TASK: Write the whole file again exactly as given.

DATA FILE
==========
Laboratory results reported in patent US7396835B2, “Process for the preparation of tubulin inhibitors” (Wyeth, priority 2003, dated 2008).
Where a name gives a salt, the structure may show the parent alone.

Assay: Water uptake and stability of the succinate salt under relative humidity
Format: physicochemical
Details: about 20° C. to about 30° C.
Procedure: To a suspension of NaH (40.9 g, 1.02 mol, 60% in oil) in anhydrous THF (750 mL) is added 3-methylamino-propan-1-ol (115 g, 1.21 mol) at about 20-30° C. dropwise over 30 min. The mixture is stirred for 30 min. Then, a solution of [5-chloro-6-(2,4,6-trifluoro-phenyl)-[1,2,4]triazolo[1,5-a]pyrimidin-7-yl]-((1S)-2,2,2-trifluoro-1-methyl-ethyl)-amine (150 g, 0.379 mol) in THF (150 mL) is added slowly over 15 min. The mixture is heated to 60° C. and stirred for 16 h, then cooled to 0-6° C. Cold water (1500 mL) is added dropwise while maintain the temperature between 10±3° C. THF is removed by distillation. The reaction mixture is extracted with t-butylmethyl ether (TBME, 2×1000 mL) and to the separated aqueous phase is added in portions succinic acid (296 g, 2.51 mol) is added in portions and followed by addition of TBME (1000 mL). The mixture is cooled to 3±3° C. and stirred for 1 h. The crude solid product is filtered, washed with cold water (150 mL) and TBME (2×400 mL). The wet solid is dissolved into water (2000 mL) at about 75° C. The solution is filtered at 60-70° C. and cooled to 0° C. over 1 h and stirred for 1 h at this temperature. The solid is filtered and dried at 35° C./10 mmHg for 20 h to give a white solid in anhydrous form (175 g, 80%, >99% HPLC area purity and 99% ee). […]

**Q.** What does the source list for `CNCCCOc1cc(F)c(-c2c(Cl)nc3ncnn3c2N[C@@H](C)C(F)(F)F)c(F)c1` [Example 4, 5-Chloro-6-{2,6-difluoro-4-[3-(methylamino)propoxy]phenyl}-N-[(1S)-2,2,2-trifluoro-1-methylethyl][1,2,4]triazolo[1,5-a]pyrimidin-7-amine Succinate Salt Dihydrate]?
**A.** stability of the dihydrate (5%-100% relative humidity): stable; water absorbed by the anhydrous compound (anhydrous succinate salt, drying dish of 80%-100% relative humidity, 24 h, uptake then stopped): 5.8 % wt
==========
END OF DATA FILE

Laboratory results reported in patent US7396835B2, “Process for the preparation of tubulin inhibitors” (Wyeth, priority 2003, dated 2008).
Where a name gives a salt, the structure may show the parent alone.

Assay: Water uptake and stability of the succinate salt under relative humidity
Format: physicochemical
Details: about 20° C. to about 30° C.
Procedure: To a suspension of NaH (40.9 g, 1.02 mol, 60% in oil) in anhydrous THF (750 mL) is added 3-methylamino-propan-1-ol (115 g, 1.21 mol) at about 20-30° C. dropwise over 30 min. The mixture is stirred for 30 min. Then, a solution of [5-chloro-6-(2,4,6-trifluoro-phenyl)-[1,2,4]triazolo[1,5-a]pyrimidin-7-yl]-((1S)-2,2,2-trifluoro-1-methyl-ethyl)-amine (150 g, 0.379 mol) in THF (150 mL) is added slowly over 15 min. The mixture is heated to 60° C. and stirred for 16 h, then cooled to 0-6° C. Cold water (1500 mL) is added dropwise while maintain the temperature between 10±3° C. THF is removed by distillation. The reaction mixture is extracted with t-butylmethyl ether (TBME, 2×1000 mL) and to the separated aqueous phase is added in portions succinic acid (296 g, 2.51 mol) is added in portions and followed by addition of TBME (1000 mL). The mixture is cooled to 3±3° C. and stirred for 1 h. The crude solid product is filtered, washed with cold water (150 mL) and TBME (2×400 mL). The wet solid is dissolved into water (2000 mL) at about 75° C. The solution is filtered at 60-70° C. and cooled to 0° C. over 1 h and stirred for 1 h at this temperature. The solid is filtered and dried at 35° C./10 mmHg for 20 h to give a white solid in anhydrous form (175 g, 80%, >99% HPLC area purity and 99% ee). […]

**Q.** What does the source list for `CNCCCOc1cc(F)c(-c2c(Cl)nc3ncnn3c2N[C@@H](C)C(F)(F)F)c(F)c1` [Example 4, 5-Chloro-6-{2,6-difluoro-4-[3-(methylamino)propoxy]phenyl}-N-[(1S)-2,2,2-trifluoro-1-methylethyl][1,2,4]triazolo[1,5-a]pyrimidin-7-amine Succinate Salt Dihydrate]?
**A.** stability of the dihydrate (5%-100% relative humidity): stable; water absorbed by the anhydrous compound (anhydrous succinate salt, drying dish of 80%-100% relative humidity, 24 h, uptake then stopped): 5.8 % wt